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Joyce Carol Oates on Twitter, Her Writing Process, and Lovely, Dark, Deep

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John Updike described the career of Joyce Carol Oates better than anyone when he said, ". . . if the phrase 'woman of letters' existed, she would be . . . entitled to it." She's written novels, short story collections, nonfiction, novellas, plays, poetry, collections, children's and young adult books, and been awarded too many honors to mention.

An author, poet, avid Twitter user, and teacher, her work as a writer has spanned a remarkable five decades.

Oates will be reading from her latest collection of stories, Lovely, Dark, Deep, at the Miami Book Fair International on Thursday night, so we quizzed the legendary author via email about Twitter, her writing routine, and the details of her memoir.

See also: Six Ways to Geek Out at Miami Book Fair 2014

New Times: What does a day in the life of Joyce Carol Oates look like, as far as your writing process?

Joyce Carol Oates: I usually begin writing as early as I can, perhaps around 7:30 a.m. (especially when my husband is away traveling and the household is very quiet!). If I am not teaching in the afternoon I will continue working more or less all day -- but without any sense of obligation, or any sort of deadline. "Writing" is so incorporated into my life, it is not -- almost -- very different from breathing or dreaming in some way conjoined with language.

What are some of the moments/scenes that stand out to you from the stories of Lovely, Dark, Deep?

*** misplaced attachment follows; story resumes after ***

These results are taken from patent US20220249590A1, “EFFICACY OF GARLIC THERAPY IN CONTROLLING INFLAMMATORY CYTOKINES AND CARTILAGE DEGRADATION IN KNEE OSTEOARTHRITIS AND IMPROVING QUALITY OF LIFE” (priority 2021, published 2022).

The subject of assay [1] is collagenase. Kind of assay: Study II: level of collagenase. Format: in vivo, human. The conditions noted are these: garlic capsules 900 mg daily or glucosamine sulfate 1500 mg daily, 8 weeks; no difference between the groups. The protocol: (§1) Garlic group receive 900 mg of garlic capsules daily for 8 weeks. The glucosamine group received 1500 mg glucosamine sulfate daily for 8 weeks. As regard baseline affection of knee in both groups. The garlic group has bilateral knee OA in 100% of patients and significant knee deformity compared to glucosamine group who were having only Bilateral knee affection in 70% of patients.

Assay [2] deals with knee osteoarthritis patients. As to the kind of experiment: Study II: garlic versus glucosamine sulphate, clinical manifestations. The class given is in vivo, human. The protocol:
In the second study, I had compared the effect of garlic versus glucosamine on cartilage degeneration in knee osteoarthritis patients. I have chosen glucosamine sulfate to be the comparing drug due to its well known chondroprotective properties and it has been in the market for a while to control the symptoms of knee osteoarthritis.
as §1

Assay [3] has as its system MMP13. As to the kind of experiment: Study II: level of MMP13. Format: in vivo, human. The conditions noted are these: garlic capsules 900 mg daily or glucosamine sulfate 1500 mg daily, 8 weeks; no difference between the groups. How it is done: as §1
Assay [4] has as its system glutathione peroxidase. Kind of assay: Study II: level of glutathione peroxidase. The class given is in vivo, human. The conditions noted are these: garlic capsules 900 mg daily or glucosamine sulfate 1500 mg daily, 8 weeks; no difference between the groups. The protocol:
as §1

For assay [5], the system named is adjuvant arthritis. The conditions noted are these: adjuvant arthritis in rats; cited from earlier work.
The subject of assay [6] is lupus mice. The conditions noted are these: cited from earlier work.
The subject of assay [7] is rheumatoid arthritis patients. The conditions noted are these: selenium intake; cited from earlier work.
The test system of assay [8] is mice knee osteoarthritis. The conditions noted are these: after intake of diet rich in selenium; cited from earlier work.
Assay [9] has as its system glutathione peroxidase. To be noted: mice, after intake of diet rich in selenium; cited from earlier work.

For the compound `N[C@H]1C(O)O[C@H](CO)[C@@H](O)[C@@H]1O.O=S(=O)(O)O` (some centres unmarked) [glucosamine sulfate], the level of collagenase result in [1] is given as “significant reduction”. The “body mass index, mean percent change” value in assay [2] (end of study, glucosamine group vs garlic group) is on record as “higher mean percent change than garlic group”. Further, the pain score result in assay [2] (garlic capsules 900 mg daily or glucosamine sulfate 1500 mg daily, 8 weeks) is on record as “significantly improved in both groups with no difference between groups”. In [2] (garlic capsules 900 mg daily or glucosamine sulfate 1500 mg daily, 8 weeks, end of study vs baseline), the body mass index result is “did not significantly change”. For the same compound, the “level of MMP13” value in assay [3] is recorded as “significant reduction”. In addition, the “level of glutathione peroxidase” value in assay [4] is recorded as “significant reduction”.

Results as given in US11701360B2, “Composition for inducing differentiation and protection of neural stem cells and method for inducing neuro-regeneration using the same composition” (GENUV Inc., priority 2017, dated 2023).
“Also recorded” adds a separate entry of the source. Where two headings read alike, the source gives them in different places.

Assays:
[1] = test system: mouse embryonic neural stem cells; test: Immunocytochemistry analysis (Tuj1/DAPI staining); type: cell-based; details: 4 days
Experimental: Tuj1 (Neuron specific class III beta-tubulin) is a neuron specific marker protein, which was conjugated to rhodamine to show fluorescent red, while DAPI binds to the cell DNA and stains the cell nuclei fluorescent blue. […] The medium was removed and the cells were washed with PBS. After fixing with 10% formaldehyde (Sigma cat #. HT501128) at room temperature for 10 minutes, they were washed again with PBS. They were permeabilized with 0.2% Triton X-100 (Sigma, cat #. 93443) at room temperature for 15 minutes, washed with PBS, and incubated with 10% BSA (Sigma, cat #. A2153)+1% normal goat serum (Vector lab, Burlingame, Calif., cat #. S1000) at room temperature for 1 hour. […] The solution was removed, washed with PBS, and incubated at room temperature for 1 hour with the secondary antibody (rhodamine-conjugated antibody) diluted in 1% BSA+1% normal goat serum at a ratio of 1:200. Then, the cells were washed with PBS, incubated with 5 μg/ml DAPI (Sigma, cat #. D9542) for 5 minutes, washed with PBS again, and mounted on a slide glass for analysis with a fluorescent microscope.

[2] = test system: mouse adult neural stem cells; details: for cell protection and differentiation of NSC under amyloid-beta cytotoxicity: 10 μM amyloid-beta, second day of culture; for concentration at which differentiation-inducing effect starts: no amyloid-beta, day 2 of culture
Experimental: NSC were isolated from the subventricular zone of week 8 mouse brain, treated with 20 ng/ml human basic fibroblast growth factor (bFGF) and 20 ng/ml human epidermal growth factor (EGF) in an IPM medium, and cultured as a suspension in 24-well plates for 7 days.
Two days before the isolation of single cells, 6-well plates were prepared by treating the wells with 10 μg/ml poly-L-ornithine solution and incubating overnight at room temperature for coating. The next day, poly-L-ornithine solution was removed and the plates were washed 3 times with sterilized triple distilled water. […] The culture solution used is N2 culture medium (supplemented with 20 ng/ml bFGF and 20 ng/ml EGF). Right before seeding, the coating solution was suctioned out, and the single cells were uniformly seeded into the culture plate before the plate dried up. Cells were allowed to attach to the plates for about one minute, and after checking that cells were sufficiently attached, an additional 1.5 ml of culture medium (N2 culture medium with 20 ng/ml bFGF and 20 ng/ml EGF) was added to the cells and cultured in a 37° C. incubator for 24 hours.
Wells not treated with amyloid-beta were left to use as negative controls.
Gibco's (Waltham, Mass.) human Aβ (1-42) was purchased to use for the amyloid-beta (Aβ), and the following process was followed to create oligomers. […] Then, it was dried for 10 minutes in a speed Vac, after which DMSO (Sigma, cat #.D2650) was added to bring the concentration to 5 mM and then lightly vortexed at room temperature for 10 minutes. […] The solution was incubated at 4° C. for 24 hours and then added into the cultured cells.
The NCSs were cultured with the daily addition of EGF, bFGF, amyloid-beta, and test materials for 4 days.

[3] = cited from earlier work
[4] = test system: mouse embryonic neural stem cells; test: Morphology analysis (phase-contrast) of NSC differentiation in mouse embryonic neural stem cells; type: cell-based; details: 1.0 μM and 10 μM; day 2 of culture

"Mastiff" is based partly on an actual experience when my husband Charlie Gross and I were hiking on Wild Cat Canyon trail above Berkeley. Fortunately, it is just "partly' based on this memorable (to me) hike.

My favorite moment is the tender ending of "Patricide" -- which I did not see coming at the very outset, but which came to seem inevitable, as the novella progresses.

After all these years, is there anything that still surprises you as a writer? As a teacher?

I'm sure that I will be surprised later today, when I teach at Princeton. Students often write truly unpredictable stories...

You've really embraced Twitter. How do you see it as a creative outlet in contrast to your writing work?

Twitter is, for me, a kind of poetry; aphorisms; radically distilled essays and reviews. You need not "review" a book or a film at great length if you can somehow adequately translate the experience of it in miniature.

Can you tell us a little bit about the upcoming The Lost Landscape: A Writer's Memoir?

This memoir is primarily about my childhood, my adolescence, my young adulthood in the context of my family, who lived on a small, not-prosperous fruit farm in upstate New York. I miss them all so very much, and the farm as well. Memoirs are (perhaps) generated by a wish to assuage homesickness. In the margins, so to speak, I try to recall how I'd "become a writer"....how quasi-conscious this was, as if incidental.

What do you have planned for your talk at the Miami Book Fair International?

I will talk about the stories in Lovely, Dark, Deep -- which are strategically arranged -- and read from one or two, just briefly. I always look forward to questions from the Miami Book Fair audience which is a very special audience.

Oates will appear at the Miami Book Fair International on Thursday, November 20, at 8 p.m. in the Chapman Conference Center. Tickets for her talk are $15 each via miamibookfair.com.

Follow Hannah on Twitter @hannahgetshappy.

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